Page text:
Three chambered tombs lie on the present shore of Loch Calder. Destined to be submerged by the rising waters, all have been partly excavated. Tulach an t' Sionnaich (ND070619) was a square chamber with an off-set passage, and contained within a small circular cairn, held the remains of two individuals, a man about 30 years old and a woman in her late teens.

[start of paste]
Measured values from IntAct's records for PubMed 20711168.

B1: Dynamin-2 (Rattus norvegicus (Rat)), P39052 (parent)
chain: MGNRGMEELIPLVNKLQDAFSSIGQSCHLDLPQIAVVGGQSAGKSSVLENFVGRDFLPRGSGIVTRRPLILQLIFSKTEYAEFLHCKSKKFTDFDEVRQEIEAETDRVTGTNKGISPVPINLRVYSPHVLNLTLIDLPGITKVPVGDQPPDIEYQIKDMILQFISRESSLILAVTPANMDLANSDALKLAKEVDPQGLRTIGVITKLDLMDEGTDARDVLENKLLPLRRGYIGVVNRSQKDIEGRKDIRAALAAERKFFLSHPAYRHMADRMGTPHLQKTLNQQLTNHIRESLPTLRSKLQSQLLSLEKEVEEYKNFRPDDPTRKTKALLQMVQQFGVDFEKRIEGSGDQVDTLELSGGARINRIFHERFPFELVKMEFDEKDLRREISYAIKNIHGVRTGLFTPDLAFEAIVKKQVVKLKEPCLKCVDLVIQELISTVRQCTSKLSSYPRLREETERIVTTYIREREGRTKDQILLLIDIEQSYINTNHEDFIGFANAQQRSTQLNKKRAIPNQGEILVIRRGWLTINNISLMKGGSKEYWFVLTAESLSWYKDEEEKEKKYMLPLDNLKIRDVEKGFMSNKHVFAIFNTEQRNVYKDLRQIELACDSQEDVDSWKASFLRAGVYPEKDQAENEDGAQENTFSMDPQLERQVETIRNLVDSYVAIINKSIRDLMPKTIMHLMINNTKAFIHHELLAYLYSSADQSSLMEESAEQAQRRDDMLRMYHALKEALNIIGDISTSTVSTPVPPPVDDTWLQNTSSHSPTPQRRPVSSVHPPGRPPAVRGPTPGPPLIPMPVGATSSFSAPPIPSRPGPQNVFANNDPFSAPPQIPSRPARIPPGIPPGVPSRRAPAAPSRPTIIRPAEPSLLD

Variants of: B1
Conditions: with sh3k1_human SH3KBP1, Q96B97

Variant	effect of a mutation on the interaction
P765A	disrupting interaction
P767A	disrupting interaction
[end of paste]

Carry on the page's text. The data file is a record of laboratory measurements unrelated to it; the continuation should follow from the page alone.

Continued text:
Further westwards are two other cairns, Tulloch of Assery A (ND068618) and B (ND067618). The first is a short horned cairn with an overall length of 32m and, uniquely for Caithness, two chambers set back-to-back and entered from forecourts at the north and south ends. The southern chamber contained the remains of at least five individuals. Tulloch of Assery B has one chamber set in an oval cairn over 33m in length. Amongst the finds from the chamber were pottery sherds and flint and chert artefacts, including the tip of an arrowhead embedded in a vertebrae of a body. Perhaps this is one of the earliest indicators of warfare in Caithness.
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